By Caitlin Erramouspe | Reporter
The Heart of Texas Undergraduate Research Conference (HoT) is brand new to Baylor and will take place on March 27, providing an opportunity for students to present their research in a formal setting.
At the conference, students will be able to present oral research presentations, attend a graduate school fair, listen to an MD/PhD panel and hear a keynote speaker. Any student is allowed to attend and must register by March 7 at 11:59 p.m.
The conference is cohosted by Baylor Undergraduate Research in Science and Technology (BURST), the Hillis Scholars and the Science Research Fellows. It aims to unite the research community at Baylor and provide students with the chance to speak about their research with others in the field.
Shubhneet Warar, a senior from Shreveport, La., is the president of BURST. She recognized after attending other research conferences that Baylor lacked support for their undergraduate research students. The idea for HoT began in the spring of 2020, but, due to COVID-19, the plan was pushed until this semester. The conference is virtual but will provide students the opportunity to engage with others in the research community.
“We hope that this event will unite the research community at Baylor as faculty, graduate students, and undergrads come together to showcase their work and learn from each other,” Warar said.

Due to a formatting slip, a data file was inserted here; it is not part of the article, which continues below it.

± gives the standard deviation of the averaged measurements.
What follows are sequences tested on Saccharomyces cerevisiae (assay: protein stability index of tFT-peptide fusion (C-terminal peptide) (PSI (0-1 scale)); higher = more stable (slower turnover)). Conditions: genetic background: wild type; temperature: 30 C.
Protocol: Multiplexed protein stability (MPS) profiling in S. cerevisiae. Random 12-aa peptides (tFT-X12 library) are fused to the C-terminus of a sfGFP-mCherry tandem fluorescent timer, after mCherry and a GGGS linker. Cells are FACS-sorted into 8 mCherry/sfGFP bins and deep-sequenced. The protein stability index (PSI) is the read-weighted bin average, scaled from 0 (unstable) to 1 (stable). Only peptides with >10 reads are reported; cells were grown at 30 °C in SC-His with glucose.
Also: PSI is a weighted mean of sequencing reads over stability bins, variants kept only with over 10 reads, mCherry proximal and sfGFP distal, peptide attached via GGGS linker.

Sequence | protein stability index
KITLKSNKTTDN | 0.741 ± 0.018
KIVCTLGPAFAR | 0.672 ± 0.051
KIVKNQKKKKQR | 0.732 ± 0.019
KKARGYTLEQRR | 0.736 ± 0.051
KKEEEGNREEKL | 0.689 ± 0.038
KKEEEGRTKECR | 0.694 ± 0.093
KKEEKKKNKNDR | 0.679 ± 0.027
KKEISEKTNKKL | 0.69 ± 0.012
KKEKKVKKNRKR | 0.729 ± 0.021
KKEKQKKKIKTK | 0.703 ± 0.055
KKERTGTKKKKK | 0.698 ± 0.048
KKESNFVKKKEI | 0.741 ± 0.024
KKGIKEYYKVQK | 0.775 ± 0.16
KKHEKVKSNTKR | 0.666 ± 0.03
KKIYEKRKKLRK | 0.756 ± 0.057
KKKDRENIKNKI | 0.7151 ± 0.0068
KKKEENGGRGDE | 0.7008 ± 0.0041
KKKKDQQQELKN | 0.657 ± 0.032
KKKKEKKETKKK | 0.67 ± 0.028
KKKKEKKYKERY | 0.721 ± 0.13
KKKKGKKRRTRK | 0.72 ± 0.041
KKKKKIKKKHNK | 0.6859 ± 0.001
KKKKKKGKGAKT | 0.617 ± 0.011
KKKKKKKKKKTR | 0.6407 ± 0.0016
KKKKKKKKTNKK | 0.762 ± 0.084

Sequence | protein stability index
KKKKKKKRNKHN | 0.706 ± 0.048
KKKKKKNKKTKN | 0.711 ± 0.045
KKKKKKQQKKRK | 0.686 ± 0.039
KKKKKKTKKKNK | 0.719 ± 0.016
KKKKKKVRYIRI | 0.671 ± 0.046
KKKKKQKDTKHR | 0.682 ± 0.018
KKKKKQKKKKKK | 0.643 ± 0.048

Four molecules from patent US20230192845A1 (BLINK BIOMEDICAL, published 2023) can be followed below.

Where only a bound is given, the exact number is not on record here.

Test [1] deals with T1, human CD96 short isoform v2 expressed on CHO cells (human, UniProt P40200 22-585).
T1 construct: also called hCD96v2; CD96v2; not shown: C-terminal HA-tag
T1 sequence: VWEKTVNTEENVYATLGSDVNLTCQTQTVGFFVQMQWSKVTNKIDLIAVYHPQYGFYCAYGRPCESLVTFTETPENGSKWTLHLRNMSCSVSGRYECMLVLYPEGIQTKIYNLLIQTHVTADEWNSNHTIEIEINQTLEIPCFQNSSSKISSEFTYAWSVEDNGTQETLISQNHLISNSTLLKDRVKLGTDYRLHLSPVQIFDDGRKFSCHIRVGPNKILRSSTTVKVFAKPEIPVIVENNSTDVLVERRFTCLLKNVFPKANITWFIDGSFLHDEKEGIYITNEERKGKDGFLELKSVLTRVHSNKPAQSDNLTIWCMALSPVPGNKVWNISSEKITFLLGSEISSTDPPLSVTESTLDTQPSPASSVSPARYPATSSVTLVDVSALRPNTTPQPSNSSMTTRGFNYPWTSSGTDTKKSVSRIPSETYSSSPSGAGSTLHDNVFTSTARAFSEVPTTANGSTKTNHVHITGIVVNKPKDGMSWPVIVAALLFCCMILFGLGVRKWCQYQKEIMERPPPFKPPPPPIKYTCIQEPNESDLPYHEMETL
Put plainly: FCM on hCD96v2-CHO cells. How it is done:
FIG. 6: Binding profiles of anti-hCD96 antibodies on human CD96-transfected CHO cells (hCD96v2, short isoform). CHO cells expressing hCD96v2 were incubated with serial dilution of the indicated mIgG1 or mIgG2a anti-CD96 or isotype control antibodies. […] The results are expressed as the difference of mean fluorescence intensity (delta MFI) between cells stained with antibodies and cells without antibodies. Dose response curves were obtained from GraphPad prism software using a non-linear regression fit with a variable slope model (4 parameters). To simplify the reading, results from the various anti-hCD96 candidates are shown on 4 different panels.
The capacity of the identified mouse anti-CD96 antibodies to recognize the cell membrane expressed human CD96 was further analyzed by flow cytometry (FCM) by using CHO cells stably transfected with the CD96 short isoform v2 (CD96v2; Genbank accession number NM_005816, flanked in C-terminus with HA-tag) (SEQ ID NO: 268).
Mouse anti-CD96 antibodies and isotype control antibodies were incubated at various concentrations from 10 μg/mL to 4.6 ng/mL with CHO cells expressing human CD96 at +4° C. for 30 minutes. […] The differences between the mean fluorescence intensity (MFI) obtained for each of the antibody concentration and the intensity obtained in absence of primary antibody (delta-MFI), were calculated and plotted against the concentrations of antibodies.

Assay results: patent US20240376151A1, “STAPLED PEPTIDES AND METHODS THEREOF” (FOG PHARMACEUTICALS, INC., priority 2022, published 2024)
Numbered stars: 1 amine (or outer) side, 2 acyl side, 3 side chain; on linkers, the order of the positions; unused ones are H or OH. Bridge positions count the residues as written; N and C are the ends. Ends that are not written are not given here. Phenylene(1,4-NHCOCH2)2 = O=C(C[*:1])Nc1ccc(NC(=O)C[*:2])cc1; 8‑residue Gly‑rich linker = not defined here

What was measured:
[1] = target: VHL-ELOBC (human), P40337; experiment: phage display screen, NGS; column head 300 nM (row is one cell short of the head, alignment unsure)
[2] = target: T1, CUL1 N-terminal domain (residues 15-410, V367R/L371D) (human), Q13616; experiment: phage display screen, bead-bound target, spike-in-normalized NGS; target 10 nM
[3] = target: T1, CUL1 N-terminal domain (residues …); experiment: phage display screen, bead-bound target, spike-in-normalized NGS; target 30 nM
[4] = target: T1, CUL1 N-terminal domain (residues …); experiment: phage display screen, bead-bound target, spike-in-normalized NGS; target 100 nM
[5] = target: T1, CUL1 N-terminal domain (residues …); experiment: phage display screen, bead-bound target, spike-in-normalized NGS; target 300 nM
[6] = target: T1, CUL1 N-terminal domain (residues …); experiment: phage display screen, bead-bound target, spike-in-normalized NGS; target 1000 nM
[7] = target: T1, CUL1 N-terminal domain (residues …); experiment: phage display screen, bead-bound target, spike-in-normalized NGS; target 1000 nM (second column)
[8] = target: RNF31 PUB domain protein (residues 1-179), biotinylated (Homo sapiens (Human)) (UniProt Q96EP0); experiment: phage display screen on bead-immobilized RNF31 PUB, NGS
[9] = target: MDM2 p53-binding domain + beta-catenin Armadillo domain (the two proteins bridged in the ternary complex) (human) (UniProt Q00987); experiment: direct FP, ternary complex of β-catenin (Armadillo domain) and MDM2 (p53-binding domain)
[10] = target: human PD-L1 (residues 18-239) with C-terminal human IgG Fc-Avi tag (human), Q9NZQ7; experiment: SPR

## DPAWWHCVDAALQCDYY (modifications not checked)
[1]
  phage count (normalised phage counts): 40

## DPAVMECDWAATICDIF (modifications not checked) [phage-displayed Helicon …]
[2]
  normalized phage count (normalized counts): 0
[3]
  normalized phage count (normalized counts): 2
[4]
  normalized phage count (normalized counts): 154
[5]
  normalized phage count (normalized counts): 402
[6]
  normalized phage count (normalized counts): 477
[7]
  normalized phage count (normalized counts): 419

Warar said she was excited for undergraduate research to discuss and collaborate with other researchers in their fields.
“Communication is a key part of research and being able to effectively present technical work and answer questions from other scientists is an integral skill, so whether you’re a veteran presenter or first-timer, the practice and individualized feedback that you receive will be helpful,” Warar said.
Sai Sagireddy, a freshman University Scholar from Trinidad and Tobago, will be presenting at the conference.
“I will be speaking about my work on increasing healthcare accessibility in Waco. Over 26% of Waco’s residents live below the federal poverty line and with rising healthcare costs within Texas, accessibility to healthcare is an issue for them,” Sagireddy said.
HoT will be Sagireddy’s first conference, but he is ready to inspire and learn from other students at the conference
“I want to let my project show students that when you see a problem, no matter how big it is, hard work and dedication can fix it,” Sagireddy said.
Besides student research presentations, there will be other speakers, including the keynote speaker Dr. Richard Meyers. Meyers, brought by the Hillis Scholars, is the president and scientific director of the HudsonAlpha Institute for Biotechnology and researcher on Human Genome Project.
Baylor students and faculty won’t be the only researchers in attendance. BURST reached out to over 16 other colleges in the heart of Texas to present their research at HoT, Warar explained.
Over 16 STEM divisions will be present during the conference. For students that aren’t sure what area they are interested in researching, the conference provides an opportunity for them to find what they’re passionate about, according to Warar.
“We’ve received so much support and affirmation from people at Baylor, and I truly feel like the research community is coming together for this event,” Warar said.